Clinton to Dems: Hey, my bad on that ObamaCare advice

Over a year ago, Bill Clinton offered Democrats at the Netroots Nation a Nancy Pelosi take on their political prospects by advising them to pass ObamaCare and see all the popularity that would be in it. Now, facing a potentially historic meltdown, Bill Clinton has another message for Democrats — my bad (via RightNework):

Former president Bill Clinton, a champion of healthcare reform, admitted on Sunday that he made the wrong prediction about the popularity of President Obama’s healthcare bill.

Initially, Clinton had predicted that the polls in favor of Democrats would be boosted as soon as the legislation was signed into law. Instead, Clinton said on NBC’s “Meet the Press,” his prediction was wrong for two reasons.

“First of all, the benefits of the bill are spread out of three or four years. It takes a long time to implement. And secondly, there has been an enormous and highly effective attack on it,” he said.

It’s not just the highly effective attack on it.  It’s also because people didn’t want a government takeover of health care in 2010 any more than they wanted it in 1993.  It’s hard to understand why Democrats took Bill Clinton’s advice seriously in the first place.  After all, Clinton himself didn’t take it at the time; he dropped HillaryCare and moved back to the center, and won his next election because of it.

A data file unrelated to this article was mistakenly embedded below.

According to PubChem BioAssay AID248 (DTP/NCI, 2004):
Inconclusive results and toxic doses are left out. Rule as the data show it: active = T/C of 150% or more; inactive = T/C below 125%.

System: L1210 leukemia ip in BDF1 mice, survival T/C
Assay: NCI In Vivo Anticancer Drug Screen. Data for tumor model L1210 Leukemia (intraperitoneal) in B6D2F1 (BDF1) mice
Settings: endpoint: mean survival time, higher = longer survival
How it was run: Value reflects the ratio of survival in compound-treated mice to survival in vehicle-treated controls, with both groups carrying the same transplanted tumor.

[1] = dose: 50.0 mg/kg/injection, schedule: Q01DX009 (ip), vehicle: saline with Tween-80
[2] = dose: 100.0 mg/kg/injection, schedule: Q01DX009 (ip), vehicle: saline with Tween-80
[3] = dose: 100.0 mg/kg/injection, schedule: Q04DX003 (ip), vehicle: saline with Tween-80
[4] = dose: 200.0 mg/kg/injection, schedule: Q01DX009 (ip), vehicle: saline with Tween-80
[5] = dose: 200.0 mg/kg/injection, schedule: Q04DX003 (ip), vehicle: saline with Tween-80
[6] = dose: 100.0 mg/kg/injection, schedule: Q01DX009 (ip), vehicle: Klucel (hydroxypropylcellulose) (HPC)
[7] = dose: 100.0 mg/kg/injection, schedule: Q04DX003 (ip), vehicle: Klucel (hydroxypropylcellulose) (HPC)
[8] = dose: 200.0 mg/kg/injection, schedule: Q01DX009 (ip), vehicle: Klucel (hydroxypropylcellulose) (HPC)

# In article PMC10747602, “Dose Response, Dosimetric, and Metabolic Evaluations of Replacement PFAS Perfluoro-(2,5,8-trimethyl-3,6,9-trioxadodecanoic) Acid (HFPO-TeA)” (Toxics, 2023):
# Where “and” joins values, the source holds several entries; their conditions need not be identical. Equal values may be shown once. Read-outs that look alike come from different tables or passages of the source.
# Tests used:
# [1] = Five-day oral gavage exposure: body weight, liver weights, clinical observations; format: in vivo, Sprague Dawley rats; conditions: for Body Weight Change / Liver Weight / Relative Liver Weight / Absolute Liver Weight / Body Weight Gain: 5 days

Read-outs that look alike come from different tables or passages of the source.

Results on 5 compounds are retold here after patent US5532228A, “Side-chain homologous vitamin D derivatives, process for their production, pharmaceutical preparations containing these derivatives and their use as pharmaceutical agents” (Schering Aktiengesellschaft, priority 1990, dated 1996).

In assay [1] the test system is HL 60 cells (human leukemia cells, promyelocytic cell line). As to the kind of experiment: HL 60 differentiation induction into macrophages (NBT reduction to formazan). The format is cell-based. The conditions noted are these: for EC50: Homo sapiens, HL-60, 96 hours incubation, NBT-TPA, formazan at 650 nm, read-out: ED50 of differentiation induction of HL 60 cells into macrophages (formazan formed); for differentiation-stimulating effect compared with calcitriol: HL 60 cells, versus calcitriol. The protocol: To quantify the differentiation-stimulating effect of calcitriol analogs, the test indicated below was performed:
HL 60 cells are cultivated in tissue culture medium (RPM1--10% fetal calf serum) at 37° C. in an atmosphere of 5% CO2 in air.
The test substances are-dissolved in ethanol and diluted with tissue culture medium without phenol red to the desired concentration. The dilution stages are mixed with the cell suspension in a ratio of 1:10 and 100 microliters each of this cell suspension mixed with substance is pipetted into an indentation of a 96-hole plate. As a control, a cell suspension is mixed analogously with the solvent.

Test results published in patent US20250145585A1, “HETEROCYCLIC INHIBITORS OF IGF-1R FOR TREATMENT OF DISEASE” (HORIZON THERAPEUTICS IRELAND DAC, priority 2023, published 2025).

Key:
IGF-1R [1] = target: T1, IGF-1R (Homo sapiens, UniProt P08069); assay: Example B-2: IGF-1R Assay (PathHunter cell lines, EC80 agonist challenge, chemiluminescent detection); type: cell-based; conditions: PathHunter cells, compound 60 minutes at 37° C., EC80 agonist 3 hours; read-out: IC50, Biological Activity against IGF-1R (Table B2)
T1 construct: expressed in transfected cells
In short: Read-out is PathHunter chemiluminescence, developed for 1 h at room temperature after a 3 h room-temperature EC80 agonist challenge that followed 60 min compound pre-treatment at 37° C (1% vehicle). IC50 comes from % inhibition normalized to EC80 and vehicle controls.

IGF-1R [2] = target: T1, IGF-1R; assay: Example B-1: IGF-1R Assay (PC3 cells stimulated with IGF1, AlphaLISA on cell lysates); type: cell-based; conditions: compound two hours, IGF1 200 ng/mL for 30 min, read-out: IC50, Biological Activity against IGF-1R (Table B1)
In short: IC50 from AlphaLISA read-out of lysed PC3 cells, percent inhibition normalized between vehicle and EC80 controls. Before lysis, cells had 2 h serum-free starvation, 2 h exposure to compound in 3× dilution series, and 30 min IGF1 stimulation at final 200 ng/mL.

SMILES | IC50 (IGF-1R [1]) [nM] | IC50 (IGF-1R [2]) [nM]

Furthermore, Clinton’s wrong about the benefits not arriving for the next three or four years.  The White House front-loaded the benefits that people liked most about the bill so that they would take effect before the midterms.  The geniuses in the Obama administration didn’t consider the fact that insurers would have to increase premiums as the mandates took effect, though, so we’ve also been treated to a preview of just how ObamaCare will bend the cost curve upward rather than downward.

People don’t like ObamaCare because they know that creating another massive government entitlement program is the wrong prescription for America.  The only people who thought of it as a cure rather than a symptom of Beltway Syndrome were those already at Stage Four of the disease on Capitol Hill.

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